News Roundup

Afternoon Briefs: Most judges see systemic racism; former Trump lawyer sent back to prison over tell-all book

  • Print.

multiple gavels

Image from

Most judges say systemic racism exists in criminal justice system

Sixty-five percent of 634 judges responding to a survey said they think systemic racism exists in the criminal justice system. More than 200 judges included comments with their answer. The unscientific survey, conducted each month, consists of one question sent to alumni of the National Judicial College. “Most of the judges I know are not overtly racist and sincerely seek to treat all people equally, but I suspect that our implicit biases impact our decision-making more than we realize,” said one responding judge. (Law360, National Judicial College press release)

Michael Cohen was sent back to prison over Trump book, judge says

Michael Cohen, a former lawyer for President Donald Trump, will return to home confinement as a result of a decision Thursday by U.S. District Judge Alvin K. Hellerstein of the Southern District of New York. The judge agreed with Cohen that the lawyer was sent back to prison as retaliation for plans to publish a tell-all book about Trump. Cohen was serving his sentence at home because of medical conditions that made him more vulnerable to COVID-19. Cohen pleaded guilty in 2018 to campaign finance violations and other crimes and was sentenced to three years in prison. (The New York Times, the Washington Post, the New York Law Journal)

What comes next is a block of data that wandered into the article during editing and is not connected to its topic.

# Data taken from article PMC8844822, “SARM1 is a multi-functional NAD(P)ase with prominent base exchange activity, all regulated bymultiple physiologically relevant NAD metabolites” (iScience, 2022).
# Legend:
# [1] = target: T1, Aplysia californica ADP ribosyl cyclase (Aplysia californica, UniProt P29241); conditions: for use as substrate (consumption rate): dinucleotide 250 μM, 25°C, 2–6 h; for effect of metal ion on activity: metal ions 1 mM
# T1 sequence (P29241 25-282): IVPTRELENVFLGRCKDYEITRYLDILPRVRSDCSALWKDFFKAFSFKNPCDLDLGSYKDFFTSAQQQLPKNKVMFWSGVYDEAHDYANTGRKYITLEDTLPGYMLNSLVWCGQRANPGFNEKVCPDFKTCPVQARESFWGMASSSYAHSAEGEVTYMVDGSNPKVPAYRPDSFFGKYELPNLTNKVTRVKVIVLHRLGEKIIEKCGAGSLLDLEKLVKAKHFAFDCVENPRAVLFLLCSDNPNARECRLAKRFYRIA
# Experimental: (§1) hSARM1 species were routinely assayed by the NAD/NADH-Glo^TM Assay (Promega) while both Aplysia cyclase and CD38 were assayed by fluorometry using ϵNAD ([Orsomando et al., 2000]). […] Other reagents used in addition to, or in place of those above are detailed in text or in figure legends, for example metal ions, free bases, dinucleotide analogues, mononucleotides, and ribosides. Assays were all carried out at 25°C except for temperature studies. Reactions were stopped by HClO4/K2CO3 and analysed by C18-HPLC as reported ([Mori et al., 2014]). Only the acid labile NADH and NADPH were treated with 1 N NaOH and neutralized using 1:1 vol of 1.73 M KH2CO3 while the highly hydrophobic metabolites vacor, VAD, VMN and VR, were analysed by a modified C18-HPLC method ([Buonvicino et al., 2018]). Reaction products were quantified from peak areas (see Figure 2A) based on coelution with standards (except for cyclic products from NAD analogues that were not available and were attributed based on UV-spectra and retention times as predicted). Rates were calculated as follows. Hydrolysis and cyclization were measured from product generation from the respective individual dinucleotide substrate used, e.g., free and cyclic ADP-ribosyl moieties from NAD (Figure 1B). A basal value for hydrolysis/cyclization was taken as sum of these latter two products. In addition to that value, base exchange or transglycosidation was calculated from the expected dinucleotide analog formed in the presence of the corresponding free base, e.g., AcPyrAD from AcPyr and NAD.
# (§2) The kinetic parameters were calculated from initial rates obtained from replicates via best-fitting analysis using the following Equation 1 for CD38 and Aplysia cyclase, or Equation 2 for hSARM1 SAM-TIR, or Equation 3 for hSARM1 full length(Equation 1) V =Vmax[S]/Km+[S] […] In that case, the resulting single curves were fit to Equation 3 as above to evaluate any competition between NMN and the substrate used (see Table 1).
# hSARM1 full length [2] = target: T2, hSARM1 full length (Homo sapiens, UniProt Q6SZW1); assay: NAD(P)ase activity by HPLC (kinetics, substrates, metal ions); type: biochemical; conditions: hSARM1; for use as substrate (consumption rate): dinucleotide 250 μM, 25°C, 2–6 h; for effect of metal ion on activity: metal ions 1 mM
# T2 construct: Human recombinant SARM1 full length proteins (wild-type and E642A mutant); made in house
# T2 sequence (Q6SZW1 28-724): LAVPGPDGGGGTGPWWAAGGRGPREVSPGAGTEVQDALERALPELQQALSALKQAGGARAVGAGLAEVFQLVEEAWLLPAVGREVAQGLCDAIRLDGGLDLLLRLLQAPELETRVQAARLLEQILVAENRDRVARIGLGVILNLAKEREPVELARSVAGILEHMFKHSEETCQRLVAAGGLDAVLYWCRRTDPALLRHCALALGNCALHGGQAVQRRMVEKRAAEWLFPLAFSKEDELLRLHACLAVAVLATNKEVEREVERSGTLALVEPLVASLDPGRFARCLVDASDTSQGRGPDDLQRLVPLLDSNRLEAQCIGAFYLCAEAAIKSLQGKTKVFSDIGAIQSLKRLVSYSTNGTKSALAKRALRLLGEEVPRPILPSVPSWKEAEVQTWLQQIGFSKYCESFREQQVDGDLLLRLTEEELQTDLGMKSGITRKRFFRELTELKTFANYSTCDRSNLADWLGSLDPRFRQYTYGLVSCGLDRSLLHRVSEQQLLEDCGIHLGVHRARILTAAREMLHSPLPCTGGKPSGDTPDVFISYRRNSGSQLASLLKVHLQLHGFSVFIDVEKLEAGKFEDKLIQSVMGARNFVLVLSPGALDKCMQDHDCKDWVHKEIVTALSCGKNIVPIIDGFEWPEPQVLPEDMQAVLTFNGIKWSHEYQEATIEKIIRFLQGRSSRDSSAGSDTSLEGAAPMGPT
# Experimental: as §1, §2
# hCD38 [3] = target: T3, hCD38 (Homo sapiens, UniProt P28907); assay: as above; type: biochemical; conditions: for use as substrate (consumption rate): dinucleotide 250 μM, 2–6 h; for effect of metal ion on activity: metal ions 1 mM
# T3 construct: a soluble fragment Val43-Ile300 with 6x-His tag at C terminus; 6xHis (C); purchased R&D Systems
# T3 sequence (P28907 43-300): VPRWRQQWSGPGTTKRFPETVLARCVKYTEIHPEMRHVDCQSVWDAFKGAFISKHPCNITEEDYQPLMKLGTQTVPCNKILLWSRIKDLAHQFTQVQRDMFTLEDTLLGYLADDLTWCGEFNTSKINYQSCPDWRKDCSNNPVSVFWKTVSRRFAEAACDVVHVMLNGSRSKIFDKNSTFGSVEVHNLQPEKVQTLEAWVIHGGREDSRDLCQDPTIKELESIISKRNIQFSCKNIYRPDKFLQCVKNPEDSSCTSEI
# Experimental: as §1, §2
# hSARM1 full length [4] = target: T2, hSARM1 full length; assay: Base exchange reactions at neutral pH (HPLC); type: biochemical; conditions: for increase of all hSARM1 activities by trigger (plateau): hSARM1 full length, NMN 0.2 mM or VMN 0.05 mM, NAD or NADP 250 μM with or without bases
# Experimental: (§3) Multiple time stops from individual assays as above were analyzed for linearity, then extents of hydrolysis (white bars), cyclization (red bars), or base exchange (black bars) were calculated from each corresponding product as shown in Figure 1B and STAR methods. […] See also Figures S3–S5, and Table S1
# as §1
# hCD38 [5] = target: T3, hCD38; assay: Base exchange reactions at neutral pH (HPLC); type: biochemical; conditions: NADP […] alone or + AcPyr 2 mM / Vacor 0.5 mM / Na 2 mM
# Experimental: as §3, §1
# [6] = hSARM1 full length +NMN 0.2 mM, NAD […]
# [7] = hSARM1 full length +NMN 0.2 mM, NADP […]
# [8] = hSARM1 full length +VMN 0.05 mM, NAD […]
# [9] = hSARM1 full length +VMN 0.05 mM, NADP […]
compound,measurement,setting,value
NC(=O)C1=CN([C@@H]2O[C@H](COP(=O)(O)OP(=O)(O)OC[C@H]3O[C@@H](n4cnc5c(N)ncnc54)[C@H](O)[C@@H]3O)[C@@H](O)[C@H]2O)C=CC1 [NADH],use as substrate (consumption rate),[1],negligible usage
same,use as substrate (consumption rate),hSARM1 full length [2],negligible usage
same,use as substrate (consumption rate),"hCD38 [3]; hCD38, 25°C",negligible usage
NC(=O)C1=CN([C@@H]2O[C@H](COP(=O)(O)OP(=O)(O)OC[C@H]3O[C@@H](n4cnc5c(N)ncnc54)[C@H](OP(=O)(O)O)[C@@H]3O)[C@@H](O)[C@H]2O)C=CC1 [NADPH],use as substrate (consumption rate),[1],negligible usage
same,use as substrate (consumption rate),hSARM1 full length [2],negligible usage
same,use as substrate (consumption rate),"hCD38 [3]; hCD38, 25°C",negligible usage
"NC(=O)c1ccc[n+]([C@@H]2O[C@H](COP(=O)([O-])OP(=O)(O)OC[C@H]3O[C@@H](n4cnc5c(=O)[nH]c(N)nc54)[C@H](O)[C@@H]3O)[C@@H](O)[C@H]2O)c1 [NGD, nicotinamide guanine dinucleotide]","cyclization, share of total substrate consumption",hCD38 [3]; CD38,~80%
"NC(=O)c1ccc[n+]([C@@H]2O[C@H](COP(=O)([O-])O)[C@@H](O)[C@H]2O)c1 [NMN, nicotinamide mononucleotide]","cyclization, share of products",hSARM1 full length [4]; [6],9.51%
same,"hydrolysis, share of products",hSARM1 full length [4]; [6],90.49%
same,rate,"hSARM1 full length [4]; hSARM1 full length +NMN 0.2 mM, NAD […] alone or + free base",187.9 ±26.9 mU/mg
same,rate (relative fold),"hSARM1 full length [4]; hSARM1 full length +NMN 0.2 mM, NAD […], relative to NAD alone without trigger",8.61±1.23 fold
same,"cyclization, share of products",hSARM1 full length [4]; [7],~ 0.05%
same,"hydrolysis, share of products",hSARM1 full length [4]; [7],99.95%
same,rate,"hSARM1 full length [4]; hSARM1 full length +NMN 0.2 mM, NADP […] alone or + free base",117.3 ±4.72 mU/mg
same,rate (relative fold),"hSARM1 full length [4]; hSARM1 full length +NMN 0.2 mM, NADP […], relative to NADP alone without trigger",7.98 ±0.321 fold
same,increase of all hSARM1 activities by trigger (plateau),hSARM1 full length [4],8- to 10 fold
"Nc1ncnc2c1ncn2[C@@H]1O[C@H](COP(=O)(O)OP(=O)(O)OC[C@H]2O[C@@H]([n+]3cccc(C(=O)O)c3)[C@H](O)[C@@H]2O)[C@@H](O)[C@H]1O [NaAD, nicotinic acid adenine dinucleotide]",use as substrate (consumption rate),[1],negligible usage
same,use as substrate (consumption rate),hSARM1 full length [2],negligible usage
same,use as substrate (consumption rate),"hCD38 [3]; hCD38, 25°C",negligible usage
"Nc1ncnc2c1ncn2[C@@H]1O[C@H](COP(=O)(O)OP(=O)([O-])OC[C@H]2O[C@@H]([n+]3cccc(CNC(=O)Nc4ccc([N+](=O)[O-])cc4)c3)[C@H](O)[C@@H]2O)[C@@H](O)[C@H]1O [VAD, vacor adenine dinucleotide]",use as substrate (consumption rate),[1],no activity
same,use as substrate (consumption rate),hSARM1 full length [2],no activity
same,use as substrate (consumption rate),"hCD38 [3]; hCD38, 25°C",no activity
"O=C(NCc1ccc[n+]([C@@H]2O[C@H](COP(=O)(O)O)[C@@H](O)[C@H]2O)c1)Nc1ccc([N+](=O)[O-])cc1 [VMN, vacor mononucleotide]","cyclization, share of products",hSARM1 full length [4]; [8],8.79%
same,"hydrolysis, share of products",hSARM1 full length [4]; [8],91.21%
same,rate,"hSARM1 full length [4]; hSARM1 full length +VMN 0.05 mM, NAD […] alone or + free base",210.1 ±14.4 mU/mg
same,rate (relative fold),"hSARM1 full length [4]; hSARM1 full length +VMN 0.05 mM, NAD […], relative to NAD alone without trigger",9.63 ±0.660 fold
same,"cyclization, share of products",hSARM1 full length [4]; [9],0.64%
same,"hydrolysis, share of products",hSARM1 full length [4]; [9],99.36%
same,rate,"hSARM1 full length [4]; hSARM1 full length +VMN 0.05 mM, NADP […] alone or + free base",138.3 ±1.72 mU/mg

Judge accused of groping worker at bar after conference

Judge Paul Sushchyk of Massachusetts is facing ethics charges that allege that he groped an office worker at a bar after a work conference. The worker said she was on a bar stool when she felt someone slide a hand under her and “grab upwards.” She turned around and saw Sushchyk. The judge said he momentarily came into contact with the worker’s body when he had to steady himself because of the effects of hip surgery and a long day of work. (The Boston Herald, the ethics complaint)

BigLaw malpractice insurers not worried about diploma privilege grads

Malpractice insurers are not worried about BigLaw associates practicing law under the diploma privilege, according to Bloomberg Law’s interviews with risk experts. Several states responding to the COVID-19 pandemic have adopted some variation of the privilege to allow law grads to begin law practice without taking the bar exam. (Bloomberg Law)

US senator calls for repeal of federal conspiracy laws

Republican U.S. Sen. Rand Paul of Kentucky is calling for the repeal of federal conspiracy laws, arguing that they contribute to unfair sentences and mass incarceration. In an op-ed, Paul said his concerns about “punitive and overzealous sentencing” led to his attempt to amend a federal anti-lynching bill. “My amendment would preserve harsh sentences for the hateful crime of lynching but ensure that conspiracies involving minor altercations and lesser crimes are not categorized as a lynching,” Paul wrote. Paul held up the bill over his concerns, despite support for the legislation by 99 other senators. (Louisville Courier Journal op-ed, the New York Times)

Give us feedback, share a story tip or update, or report an error.